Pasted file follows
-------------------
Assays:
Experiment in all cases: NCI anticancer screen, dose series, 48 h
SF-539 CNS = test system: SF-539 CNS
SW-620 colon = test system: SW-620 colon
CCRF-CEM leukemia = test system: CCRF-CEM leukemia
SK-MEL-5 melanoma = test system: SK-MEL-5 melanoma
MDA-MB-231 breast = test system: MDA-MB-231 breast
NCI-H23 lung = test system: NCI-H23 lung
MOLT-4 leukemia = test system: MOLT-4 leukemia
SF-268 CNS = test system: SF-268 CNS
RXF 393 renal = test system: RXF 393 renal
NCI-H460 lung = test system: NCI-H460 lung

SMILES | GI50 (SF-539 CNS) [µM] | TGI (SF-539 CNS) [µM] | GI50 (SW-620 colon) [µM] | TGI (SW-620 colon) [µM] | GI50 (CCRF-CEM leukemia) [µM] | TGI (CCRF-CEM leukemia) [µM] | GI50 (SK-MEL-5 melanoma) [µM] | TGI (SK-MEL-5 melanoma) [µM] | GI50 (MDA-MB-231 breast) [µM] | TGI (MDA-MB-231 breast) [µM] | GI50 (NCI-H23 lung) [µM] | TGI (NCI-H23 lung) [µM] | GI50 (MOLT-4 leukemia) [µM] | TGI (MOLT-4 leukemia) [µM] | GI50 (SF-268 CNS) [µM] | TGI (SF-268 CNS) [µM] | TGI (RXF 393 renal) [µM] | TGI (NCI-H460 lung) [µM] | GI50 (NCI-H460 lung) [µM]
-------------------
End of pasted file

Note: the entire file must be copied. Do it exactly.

Assays:
Experiment in all cases: NCI anticancer screen, dose series, 48 h
SF-539 CNS = test system: SF-539 CNS
SW-620 colon = test system: SW-620 colon
CCRF-CEM leukemia = test system: CCRF-CEM leukemia
SK-MEL-5 melanoma = test system: SK-MEL-5 melanoma
MDA-MB-231 breast = test system: MDA-MB-231 breast
NCI-H23 lung = test system: NCI-H23 lung
MOLT-4 leukemia = test system: MOLT-4 leukemia
SF-268 CNS = test system: SF-268 CNS
RXF 393 renal = test system: RXF 393 renal
NCI-H460 lung = test system: NCI-H460 lung

SMILES | GI50 (SF-539 CNS) [µM] | TGI (SF-539 CNS) [µM] | GI50 (SW-620 colon) [µM] | TGI (SW-620 colon) [µM] | GI50 (CCRF-CEM leukemia) [µM] | TGI (CCRF-CEM leukemia) [µM] | GI50 (SK-MEL-5 melanoma) [µM] | TGI (SK-MEL-5 melanoma) [µM] | GI50 (MDA-MB-231 breast) [µM] | TGI (MDA-MB-231 breast) [µM] | GI50 (NCI-H23 lung) [µM] | TGI (NCI-H23 lung) [µM] | GI50 (MOLT-4 leukemia) [µM] | TGI (MOLT-4 leukemia) [µM] | GI50 (SF-268 CNS) [µM] | TGI (SF-268 CNS) [µM] | TGI (RXF 393 renal) [µM] | TGI (NCI-H460 lung) [µM] | GI50 (NCI-H460 lung) [µM]